A wide ‘side-on’ profile provides a big silhouette of a struggling baitfish. Easy pickings for a pike or ambush predator. Yet, getting a wide profile deep quickly without much weight is a challenge. Enter the silicone flank jig.
Paul Clydesdale and Gunner Brammer inspired the flies shown here – check them out on Youtube.
Clydesdale created an excellent flank profile jig pattern. The polar flash body provides loads of movement. The chain bead eyes give it a jigging motion and ability to fish it very slowly without snagging the bottom. Yet, it swims hook point down and I found the side profile material wraps around the hook. When wet the soft materials also do not offer a very wide side profile. At least in the way I tied it.
Brammer uses a great dropper jig method that allows you to get the hook point up with minimal weight.
Pike illicit visions of huge chases, medium to fast strips and arm wrenching action. Yet, they are often cautious and succumb better to a slow figure of 8. It is for this reason that I don’t like adding a lot of weight to get depth.
Getting a fly to jig and swim hook point up without adding much weight requires leverage. The first lever to get the hook point up is to add weight via a mono dropper.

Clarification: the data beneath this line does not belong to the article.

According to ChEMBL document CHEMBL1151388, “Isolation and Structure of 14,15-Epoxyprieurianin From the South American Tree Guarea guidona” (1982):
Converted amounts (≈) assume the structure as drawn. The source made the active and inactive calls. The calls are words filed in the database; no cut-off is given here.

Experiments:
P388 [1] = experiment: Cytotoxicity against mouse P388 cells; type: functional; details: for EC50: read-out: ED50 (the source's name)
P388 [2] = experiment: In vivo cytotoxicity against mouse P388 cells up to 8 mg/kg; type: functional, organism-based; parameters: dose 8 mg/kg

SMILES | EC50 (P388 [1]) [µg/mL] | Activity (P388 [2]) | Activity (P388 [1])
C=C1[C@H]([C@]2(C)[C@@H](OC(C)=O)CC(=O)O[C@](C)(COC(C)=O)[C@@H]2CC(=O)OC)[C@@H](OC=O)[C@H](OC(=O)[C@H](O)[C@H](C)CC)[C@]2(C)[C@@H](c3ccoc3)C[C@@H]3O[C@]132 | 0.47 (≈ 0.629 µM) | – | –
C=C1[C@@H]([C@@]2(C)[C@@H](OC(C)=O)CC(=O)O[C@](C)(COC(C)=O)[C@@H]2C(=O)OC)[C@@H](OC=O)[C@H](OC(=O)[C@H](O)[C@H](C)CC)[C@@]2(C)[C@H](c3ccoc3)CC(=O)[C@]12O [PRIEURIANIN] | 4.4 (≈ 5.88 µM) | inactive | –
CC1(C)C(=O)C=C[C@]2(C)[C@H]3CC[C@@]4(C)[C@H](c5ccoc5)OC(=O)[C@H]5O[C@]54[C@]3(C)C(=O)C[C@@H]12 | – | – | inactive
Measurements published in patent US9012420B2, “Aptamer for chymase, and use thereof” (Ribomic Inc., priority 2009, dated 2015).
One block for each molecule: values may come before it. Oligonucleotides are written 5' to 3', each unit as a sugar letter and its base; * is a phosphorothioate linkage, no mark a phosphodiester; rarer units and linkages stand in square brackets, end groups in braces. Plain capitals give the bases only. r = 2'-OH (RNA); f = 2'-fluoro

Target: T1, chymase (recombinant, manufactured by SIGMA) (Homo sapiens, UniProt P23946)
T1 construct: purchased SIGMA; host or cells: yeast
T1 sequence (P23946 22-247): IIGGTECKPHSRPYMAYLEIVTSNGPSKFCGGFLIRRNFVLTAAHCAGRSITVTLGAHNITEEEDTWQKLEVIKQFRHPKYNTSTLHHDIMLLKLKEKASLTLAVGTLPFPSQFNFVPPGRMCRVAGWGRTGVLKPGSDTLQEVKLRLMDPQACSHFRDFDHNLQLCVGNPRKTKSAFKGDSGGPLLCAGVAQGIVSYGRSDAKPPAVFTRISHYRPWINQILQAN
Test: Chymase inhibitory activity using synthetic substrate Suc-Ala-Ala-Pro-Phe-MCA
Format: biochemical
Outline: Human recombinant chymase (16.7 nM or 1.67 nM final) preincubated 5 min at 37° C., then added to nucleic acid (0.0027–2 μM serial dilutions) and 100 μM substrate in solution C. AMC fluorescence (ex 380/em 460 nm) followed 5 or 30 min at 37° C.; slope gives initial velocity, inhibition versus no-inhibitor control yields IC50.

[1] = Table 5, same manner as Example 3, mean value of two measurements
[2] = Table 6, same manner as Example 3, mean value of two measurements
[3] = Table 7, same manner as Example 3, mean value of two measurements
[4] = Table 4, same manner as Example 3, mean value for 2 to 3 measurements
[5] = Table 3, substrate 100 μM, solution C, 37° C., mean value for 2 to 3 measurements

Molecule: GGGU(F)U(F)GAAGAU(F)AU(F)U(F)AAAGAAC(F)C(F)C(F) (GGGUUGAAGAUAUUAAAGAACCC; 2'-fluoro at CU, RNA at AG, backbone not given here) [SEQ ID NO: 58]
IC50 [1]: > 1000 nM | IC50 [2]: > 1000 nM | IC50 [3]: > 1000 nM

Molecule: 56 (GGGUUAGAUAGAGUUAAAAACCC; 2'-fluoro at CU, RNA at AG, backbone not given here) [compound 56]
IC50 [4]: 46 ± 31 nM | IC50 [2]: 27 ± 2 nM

The second lever that quickly jigs the fly face down (and sink) is to tie the materials at the back of the hook. This gives an extreme jigging action and a flash disco ball.
I added a silicone head to further reduce drag on the head and enhance jig action, fly glide and sink. The silicone also keeps the profile wide when the soft flash materials are wet.
A new experiment that I have not fished yet takes this one step further. Here I tied a tube version of the fly and attached it to the hook with wire trace and a securing bead. There is a slot in the tube to keep it flank up. This should prevent all material fouling. One worry is that pike may miss the hook. A solution could be to move the hook further back, or added a stinger, but at the cost of jigging and sink action.
The flank jig works very well in rivers together with a long leader. Casting up an across and mending gives the fly plenty of time to turn head down and sink. Tightening up and swinging this past structure has picked up several pike already. And in lakes my favourite take on this fly was while drinking hot coffee on my float tube. I had cast out and took out the thermos. A minute later my line zipped away and a small 5-6lb pike came to the net soon thereafter. Perhaps the fly still has some motion while on the bottom – propped up by the dropper rig.
One more experiment on its way is to add a small fly snap to the weight dropper so that I can add in smaller or heaver beads. Post on this coming soon.